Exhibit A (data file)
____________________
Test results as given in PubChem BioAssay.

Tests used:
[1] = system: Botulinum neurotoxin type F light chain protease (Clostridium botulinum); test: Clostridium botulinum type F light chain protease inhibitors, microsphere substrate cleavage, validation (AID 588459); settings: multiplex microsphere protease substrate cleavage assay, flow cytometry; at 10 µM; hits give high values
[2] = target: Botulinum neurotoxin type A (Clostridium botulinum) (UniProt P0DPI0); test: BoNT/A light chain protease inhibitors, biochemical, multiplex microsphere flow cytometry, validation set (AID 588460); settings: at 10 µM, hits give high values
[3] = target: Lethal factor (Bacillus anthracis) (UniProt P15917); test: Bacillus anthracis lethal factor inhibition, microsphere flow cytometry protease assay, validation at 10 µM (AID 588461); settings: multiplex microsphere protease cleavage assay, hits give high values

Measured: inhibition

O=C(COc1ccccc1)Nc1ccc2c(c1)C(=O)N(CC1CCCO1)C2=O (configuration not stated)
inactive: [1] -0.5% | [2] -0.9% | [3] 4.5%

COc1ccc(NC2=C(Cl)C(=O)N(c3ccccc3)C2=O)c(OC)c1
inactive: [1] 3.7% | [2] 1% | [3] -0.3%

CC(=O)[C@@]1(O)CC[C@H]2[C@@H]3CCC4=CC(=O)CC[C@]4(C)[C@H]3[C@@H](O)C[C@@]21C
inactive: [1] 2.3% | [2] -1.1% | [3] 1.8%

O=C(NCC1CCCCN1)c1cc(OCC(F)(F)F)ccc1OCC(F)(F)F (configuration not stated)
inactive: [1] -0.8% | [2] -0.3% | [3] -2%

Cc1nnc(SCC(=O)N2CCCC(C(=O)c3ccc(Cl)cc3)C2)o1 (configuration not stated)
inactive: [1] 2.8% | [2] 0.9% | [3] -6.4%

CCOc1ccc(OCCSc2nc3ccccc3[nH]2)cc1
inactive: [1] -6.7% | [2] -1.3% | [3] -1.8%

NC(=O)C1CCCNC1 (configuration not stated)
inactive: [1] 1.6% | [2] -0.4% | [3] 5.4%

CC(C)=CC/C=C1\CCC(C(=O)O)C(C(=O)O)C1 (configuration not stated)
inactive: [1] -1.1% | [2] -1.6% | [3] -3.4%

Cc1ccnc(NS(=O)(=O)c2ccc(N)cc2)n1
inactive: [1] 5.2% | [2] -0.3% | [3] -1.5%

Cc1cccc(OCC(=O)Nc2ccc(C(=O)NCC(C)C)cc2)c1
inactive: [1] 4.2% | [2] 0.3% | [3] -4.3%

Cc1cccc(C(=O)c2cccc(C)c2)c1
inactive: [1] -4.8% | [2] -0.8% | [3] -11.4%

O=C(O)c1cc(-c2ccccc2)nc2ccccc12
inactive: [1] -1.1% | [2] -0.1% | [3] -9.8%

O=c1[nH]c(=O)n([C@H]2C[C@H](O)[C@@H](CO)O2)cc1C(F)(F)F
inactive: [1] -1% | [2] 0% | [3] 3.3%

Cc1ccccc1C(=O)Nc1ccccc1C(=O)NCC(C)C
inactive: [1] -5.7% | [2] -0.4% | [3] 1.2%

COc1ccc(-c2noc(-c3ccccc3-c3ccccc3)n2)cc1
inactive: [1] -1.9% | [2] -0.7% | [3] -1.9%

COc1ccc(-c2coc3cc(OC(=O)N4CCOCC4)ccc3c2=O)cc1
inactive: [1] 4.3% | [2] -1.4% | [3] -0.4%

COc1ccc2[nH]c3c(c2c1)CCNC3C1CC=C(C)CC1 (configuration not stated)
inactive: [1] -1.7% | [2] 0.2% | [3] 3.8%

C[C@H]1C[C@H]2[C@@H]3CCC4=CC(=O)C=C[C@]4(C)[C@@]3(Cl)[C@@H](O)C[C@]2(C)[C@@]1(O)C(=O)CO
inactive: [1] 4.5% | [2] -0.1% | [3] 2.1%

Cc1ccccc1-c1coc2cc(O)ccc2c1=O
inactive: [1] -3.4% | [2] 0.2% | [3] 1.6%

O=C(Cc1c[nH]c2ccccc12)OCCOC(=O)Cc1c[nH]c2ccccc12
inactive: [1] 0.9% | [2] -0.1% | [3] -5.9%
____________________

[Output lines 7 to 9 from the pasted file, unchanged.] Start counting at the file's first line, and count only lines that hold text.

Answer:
O=C(COc1ccccc1)Nc1ccc2c(c1)C(=O)N(CC1CCCO1)C2=O (configuration not stated)
inactive: [1] -0.5% | [2] -0.9% | [3] 4.5%

COc1ccc(NC2=C(Cl)C(=O)N(c3ccccc3)C2=O)c(OC)c1